Individuals who have not formally tied the knot and are simply living together are much more likely to keep part of their financial life hidden from the other person in the relationship. But the study exposed a whole host of financial secrets – couples do not keep just their savings secret, as more than a fifth (21%) say their partner doesn’t even know how much they earn, while 19% hide debts.
Do you spend in secret, or stash cash your spouse doesn’t know about? Lack of trust seems to be a driving force behind many secret finances. A third (34%) admit they have no specific plans for their secret income but just don’t want their partner to be able to access all their money. Nearly a quarter (22%) do not trust their partner to make the right decision about their finances so want to keep control.
More than two fifths (44%) of those keeping income secrets say their basic salary is higher than their partner thinks it is, while a quarter (25%) have income from an investment that their partner is not aware of.
Men are more likely to squirrel away their savings – with a third (33%) keeping a secret stash compared to 28% of women. While men and women are relatively similar in what they want to spend the money on, more than double the number of women have secret savings as security in case of a break up (15% compared to 6% of men).
Despite the potential tax benefits of jointly saving into a pension, retirement is one of the main motivations for secret savings. Around a third (33%) of all couples say they want their cash for retirement. However, 13% simply want to keep their savings hidden so they can buy what they want with the money.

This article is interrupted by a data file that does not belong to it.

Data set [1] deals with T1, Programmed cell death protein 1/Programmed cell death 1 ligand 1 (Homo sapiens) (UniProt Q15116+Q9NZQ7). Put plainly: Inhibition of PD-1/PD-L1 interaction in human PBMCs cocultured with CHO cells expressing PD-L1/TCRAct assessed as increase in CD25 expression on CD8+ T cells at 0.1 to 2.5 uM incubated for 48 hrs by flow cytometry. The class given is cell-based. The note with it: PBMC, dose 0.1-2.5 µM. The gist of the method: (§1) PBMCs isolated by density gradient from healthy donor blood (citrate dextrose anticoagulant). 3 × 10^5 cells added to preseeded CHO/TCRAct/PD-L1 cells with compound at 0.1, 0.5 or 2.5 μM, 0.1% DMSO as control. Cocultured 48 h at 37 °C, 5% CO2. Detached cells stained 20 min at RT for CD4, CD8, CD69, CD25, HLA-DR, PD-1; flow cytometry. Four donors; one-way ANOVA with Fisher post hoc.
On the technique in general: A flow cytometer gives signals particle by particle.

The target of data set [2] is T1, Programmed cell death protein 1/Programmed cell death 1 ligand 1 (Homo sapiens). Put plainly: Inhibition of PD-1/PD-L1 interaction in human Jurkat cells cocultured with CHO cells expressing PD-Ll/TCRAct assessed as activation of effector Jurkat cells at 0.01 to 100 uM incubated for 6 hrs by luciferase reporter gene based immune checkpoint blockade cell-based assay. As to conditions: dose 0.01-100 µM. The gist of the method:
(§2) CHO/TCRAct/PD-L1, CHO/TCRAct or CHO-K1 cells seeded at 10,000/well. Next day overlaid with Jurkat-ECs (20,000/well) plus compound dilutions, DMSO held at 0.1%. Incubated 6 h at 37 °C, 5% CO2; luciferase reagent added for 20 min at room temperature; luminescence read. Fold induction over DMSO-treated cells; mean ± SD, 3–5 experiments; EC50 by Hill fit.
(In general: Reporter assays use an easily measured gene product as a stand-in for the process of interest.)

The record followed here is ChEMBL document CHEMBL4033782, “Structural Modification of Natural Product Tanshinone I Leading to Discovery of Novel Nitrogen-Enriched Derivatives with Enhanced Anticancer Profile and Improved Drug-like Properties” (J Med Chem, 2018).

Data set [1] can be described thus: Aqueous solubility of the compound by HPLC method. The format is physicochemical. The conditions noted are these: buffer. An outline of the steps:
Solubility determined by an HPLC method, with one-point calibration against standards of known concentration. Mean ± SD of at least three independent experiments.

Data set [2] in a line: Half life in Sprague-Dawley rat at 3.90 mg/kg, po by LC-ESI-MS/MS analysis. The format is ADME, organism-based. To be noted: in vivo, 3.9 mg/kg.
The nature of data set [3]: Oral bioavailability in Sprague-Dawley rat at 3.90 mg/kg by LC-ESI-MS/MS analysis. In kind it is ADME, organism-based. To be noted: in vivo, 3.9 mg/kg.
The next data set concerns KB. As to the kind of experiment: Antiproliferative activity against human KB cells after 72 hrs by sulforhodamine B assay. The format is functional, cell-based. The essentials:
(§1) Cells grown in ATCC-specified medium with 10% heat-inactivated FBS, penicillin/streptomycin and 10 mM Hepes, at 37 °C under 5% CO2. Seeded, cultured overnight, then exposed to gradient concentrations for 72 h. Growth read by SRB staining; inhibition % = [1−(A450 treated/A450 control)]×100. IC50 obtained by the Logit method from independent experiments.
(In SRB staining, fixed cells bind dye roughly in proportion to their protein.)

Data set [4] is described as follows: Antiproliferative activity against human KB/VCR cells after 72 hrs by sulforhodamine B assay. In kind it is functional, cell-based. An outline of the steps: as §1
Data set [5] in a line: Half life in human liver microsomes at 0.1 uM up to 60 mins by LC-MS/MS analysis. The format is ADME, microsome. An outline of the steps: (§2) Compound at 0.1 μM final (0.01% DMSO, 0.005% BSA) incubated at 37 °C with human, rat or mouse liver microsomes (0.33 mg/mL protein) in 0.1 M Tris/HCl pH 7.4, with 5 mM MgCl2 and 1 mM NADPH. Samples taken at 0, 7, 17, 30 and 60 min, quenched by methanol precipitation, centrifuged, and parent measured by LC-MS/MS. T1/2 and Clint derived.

It isn’t just extra income and savings that some people keep hidden, as a fifth (19%) are keeping debts secret from their partner. For the majority, these debts arose from general living costs (62%), but for others the debt was caused by overspending due to previous relationships, with 22% getting into the red after a break up while 10% inherited the debt from a past relationship.
Saving money is always a good idea, but doing it so that you are protected in the event of a relationship breaking down means missing out on potential tax benefits. At any stage of a relationship, it is important to have open and honest conversations about finances. However, it becomes especially relevant when approaching retirement, as decisions made then will impact the rest of your life.
 Consumer Intelligence conducted an independent online survey for Prudential between 29 January and 7 February 2018 among 1,000 non-retired UK adults aged 40+ who currently live with their spouse or partner.